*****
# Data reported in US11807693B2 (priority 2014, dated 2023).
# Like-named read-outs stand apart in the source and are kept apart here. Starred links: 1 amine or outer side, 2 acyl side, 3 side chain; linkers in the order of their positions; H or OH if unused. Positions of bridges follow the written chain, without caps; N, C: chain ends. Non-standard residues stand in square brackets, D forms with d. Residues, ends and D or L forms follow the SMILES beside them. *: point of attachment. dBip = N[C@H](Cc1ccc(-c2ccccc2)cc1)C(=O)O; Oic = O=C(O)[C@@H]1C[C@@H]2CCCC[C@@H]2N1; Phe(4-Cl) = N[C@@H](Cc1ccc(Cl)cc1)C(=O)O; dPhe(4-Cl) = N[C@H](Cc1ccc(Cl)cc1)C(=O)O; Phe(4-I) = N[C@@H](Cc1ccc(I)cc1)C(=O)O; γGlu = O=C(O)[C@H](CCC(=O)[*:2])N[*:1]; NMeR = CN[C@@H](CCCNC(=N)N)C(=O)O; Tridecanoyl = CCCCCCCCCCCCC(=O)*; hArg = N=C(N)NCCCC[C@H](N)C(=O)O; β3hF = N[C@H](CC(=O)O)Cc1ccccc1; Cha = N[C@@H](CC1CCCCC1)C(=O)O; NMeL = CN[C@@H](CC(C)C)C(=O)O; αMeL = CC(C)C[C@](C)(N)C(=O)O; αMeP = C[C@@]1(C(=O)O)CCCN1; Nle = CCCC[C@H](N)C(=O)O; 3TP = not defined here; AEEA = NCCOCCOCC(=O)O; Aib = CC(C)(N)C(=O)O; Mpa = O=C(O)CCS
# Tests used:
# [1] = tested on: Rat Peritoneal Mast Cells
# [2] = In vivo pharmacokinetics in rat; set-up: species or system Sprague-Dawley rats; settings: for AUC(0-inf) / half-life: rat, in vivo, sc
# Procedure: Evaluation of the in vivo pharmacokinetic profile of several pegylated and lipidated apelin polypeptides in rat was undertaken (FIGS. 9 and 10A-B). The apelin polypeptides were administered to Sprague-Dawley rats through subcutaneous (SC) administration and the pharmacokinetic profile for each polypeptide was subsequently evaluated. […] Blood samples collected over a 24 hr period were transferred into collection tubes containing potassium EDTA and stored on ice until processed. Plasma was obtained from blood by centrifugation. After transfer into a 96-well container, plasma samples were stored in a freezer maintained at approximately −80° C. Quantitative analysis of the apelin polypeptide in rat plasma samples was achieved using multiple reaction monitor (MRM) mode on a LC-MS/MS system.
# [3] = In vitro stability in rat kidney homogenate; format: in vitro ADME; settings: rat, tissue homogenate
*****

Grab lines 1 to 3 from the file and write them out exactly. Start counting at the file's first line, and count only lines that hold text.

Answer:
# Data reported in US11807693B2 (priority 2014, dated 2023).
# Like-named read-outs stand apart in the source and are kept apart here. Starred links: 1 amine or outer side, 2 acyl side, 3 side chain; linkers in the order of their positions; H or OH if unused. Positions of bridges follow the written chain, without caps; N, C: chain ends. Non-standard residues stand in square brackets, D forms with d. Residues, ends and D or L forms follow the SMILES beside them. *: point of attachment. dBip = N[C@H](Cc1ccc(-c2ccccc2)cc1)C(=O)O; Oic = O=C(O)[C@@H]1C[C@@H]2CCCC[C@@H]2N1; Phe(4-Cl) = N[C@@H](Cc1ccc(Cl)cc1)C(=O)O; dPhe(4-Cl) = N[C@H](Cc1ccc(Cl)cc1)C(=O)O; Phe(4-I) = N[C@@H](Cc1ccc(I)cc1)C(=O)O; γGlu = O=C(O)[C@H](CCC(=O)[*:2])N[*:1]; NMeR = CN[C@@H](CCCNC(=N)N)C(=O)O; Tridecanoyl = CCCCCCCCCCCCC(=O)*; hArg = N=C(N)NCCCC[C@H](N)C(=O)O; β3hF = N[C@H](CC(=O)O)Cc1ccccc1; Cha = N[C@@H](CC1CCCCC1)C(=O)O; NMeL = CN[C@@H](CC(C)C)C(=O)O; αMeL = CC(C)C[C@](C)(N)C(=O)O; αMeP = C[C@@]1(C(=O)O)CCCN1; Nle = CCCC[C@H](N)C(=O)O; 3TP = not defined here; AEEA = NCCOCCOCC(=O)O; Aib = CC(C)(N)C(=O)O; Mpa = O=C(O)CCS
# Tests used: